Carl Honoré captured the zeitgeist with his international bestseller, In Praise of Slow. Now he tackles another rising global movement: our revolutionary new approach to a human inevitability--ageing. A revolution in how we age is on its way. Yes, ageing is inevitable: one year from now we will all be a year older; that will never change. What can and will change is how we age--and how we can all take a much bolder approach to doing it with vigour and joy. The time has come to cast off prejudices and to blur the lines of what is possible and permissible at every stage of life. In other words: we need to learn to re-imagine our approach to later life. Emboldening ourselves in older age demands big structural changes. For a start, we will have to tear up the old script that locks us into devoting the early part of our life to education, the middle chunk to working and raising kids, and whatever is left over at the end to leisure. In an age-inappropriate world, these silos will dissolve. We'll embrace the idea that we can carry on learning from start to finish; that we can work less and devote more time to family, leisure, and giving back to our communities in our middle years; and that we can remain active and engaged in our later years. Carl Honoré has travelled the globe speaking to influential figures who are bucking preconceived notions of age, whether at work or in their personal lives. He looks at the cultural, medical, and technological developments that are opening new possibilities for us all. Bolder is a radical re-think of our approach to everything from education, healthcare and work, to design, relationships and politics. An essential and inspiring read for everyone interested in our collective future.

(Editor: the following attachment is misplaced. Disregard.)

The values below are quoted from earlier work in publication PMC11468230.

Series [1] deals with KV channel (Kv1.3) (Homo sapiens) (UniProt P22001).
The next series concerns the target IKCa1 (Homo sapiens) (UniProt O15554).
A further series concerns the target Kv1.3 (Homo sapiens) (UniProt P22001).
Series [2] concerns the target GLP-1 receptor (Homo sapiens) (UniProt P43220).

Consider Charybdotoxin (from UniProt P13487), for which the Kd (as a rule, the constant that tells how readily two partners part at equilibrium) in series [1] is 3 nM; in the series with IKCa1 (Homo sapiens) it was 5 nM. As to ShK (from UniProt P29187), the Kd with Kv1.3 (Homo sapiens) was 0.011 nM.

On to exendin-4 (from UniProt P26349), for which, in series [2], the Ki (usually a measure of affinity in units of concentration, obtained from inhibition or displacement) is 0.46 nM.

“As a writer, Wearing is all luscious texture and running narrative.” — The Globe and Mail Moments of Glad Grace is a moving and witty memoir of aging, familial love, and the hunt for roots and belonging. The story begins as a trip from Canada to Ireland in search of genealogical data and documents. Being 80 and in the early stages of Parkinson’s Disease, Joe invites his daughter Alison to come along as his research assistant, which might have worked very well had she any interest — any at all — in genealogy. Very quickly, the father-daughter pilgrimage becomes more comical than fruitful, more of a bittersweet adventure than a studious mission. And rather than rigorous genealogy, their explorations move into the realm of family and forgiveness, the primal search for identity and belonging, and questions about responsibility to our ancestors and the extent to which we are shaped by the people who came before us. Though continually bursting with humor, Moments of Glad Grace ultimately becomes a song of appreciation for the precious and limited time we have with our parents, the small moments we share, and the gifts of transcendence we might find there.
Fall in love with 52 wise, healthy, and joyful 100-year-olds in this celebratory and uplifting art book. A beautiful and fascinating exploration of what it is like to be over 100 years old, Aging Gracefully invites readers to look into the face of a century of life experience with portraits of centenarians captured by the compassionate, minimalist lens of photographer Karsten Thormaehlen. The striking photographs are accompanied by short bios of the centenarians, featuring quotes and wisdom on love, food, humor, and living with grace.